Friday FloydFest report

The winners of the 2010 FloydFest Under The Radar Artist competition, Big Daddy Love currently hail from North Carolina but ironically all have roots in the Galax, Virginia area.

“It’s funny” said front man, accoustic guitaris and songwriter Daniel Smith, “my earliest musical memories are driving to town in Galax with my family all singing hymns.  My daddy was a banjo player and gospel music singer and it was my grandma who actually taught me to play.  She played Maybelle Carter style guitar and I remember her drawing out the grid, showing me the fingering and chord progressions when I was real young. “

He took some time off from bluegrass and gospel to explore country and rock and roll, and brought that experience back with him when the band was formed. Their brand of bluegrass fusion shows the heavy influence of Earl Scruggs and Ralph Stanley.

Banjo player Brian Swenk came to Big Daddy with the same influences but from a completely different direction. “My dad was a rock and roll musician so, for me, playing bluegrass was my way of rebelling!”  Brian cites as teachers and mentors Snuffy Smith and Steve Lewis.

Big Daddy Love had only been playing together for a year, and had just released their freshman effort To the Mountain when they won the Under the Radar competition here last year. “We’re just finishing up our second release now, Let it Grow, which should be out in September” said Ashley Sutton “and I think we’re really just starting to hit our groove.”

It was clear to me that the crowd agreed. While not a traditional bluegrass band, clearly, the foundation they all share in that style combined with strong vocals and musicianship, great songwriting, and a relaxed and engaging stage presence really augment the fundamentals they all learned as kids.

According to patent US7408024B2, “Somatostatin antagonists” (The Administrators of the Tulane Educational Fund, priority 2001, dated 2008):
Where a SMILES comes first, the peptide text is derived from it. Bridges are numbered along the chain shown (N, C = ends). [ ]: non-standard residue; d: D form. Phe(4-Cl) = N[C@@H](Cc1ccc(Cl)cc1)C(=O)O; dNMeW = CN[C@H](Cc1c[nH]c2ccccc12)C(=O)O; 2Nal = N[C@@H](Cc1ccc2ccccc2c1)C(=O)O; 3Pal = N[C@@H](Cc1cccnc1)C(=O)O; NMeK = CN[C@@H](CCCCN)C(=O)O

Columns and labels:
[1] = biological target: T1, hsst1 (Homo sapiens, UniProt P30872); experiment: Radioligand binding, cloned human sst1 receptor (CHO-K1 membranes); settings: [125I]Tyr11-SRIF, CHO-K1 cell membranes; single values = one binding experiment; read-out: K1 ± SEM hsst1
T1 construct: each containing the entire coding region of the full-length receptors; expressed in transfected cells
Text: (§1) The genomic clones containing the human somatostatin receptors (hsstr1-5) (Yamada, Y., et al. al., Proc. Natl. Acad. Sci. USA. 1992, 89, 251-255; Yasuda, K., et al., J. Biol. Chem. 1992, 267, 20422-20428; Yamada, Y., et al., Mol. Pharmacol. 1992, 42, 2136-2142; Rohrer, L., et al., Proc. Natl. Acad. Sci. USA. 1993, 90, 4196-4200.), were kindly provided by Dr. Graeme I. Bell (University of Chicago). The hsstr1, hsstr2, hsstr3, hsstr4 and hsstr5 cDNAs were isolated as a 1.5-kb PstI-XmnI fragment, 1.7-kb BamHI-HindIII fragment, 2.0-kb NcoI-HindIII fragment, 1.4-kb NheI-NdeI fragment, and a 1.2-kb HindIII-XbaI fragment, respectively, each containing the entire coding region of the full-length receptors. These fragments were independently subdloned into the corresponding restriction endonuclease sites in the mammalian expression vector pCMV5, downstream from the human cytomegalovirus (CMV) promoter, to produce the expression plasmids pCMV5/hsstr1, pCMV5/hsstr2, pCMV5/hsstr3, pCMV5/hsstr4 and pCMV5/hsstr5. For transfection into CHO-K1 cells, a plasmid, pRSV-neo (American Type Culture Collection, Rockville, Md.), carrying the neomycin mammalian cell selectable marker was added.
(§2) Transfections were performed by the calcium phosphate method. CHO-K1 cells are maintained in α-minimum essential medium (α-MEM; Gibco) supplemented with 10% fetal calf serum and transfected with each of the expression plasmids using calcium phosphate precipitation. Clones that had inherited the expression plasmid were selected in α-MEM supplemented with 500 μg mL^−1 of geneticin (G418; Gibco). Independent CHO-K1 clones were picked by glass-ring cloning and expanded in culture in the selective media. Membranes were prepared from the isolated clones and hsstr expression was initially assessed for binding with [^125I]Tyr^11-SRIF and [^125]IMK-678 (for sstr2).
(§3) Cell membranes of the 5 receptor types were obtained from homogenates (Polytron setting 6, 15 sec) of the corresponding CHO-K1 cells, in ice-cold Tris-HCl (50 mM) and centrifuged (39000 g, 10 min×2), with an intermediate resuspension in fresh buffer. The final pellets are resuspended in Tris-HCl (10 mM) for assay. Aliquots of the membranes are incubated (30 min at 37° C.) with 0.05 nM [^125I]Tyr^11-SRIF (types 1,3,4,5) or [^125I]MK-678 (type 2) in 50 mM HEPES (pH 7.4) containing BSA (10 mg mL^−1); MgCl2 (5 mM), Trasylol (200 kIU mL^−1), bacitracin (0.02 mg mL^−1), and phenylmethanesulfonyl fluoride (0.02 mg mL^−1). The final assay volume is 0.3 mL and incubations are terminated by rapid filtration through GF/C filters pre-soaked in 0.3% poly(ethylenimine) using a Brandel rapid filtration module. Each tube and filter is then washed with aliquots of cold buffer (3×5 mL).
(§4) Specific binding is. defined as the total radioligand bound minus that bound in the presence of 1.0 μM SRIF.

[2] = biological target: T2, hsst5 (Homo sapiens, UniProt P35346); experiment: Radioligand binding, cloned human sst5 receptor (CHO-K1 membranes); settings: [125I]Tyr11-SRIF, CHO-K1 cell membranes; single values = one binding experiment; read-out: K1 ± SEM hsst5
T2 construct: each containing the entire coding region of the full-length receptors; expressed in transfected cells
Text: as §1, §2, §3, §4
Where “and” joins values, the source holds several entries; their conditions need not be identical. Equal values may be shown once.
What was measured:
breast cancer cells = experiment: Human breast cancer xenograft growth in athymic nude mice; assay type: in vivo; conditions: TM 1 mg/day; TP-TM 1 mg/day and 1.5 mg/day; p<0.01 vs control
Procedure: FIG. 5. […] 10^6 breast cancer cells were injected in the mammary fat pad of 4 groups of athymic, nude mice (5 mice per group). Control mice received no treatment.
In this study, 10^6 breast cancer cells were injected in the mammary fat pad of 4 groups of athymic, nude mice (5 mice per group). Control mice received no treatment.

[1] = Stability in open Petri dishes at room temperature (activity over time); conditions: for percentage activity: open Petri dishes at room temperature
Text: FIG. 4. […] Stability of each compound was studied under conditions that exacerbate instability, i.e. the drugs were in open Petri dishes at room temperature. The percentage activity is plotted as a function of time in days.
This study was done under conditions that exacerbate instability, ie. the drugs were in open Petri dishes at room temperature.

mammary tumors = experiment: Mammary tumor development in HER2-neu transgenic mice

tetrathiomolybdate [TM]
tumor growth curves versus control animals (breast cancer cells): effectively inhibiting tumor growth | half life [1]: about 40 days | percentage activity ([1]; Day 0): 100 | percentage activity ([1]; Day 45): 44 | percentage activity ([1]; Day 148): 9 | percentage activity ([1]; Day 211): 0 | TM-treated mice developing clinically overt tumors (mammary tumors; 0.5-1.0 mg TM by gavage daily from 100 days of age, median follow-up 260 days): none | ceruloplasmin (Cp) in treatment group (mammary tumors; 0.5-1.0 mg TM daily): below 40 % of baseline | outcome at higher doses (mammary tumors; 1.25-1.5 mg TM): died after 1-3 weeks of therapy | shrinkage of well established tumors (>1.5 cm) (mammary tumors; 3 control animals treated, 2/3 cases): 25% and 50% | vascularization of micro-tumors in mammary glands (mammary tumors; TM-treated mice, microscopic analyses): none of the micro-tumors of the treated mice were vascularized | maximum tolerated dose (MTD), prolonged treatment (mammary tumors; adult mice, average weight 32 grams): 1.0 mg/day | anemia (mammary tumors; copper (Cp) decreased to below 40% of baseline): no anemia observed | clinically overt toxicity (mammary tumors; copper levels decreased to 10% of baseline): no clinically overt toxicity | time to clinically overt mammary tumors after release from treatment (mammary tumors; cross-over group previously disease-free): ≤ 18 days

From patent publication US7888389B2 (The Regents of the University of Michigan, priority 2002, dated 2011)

As I mentioned earlier, there are 11 separate stages in almost simultaneous operation here at FloydFest. A very popular one of these is the Virginia FolkLife Porch.

Produced by the Virginia Foundation for the Humanities this series was conceived and is being hosted by Jon Lohman, to showcase the finest in regional musical styles including bluegrass, old time, mountain gospel and blues.

In a suprisingly accessible and intimate setting, Festers are being treated to discussions and workshop style performances from artists including Sam Bush, Nat Reese, The Dirk Powell Band, Larry Keel and Jorma Kaukonen.

This morning we got to see The Carolina Chocolate Drops. They took questions from the audience, explained the history of their musical progression and the influences on their craft by old time musicians like Etta Baker and Joe Thompson.

We’ll check back in with the FolkLife Porch as often as we can this weekend. What an amazing opportunity to interact with some amazing musicians.

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About the Author

Diane Farineau

Diane Farineau, her husband, photographer, Milo and their friend, photographer, Chester Simpson, hatched a brilliant plan last year to write a book about music festivals. Somewhere along the way The Festival Project, as it has now become, turned into a website and a blog and an amazing journey into the world of today's bluegrass and Americana artists and festival scene. When not listening to or writing about music, Diane has a day job as a hospital administrator, is a mom of two musical teenagers, and writes about life's never ending stream of ironies.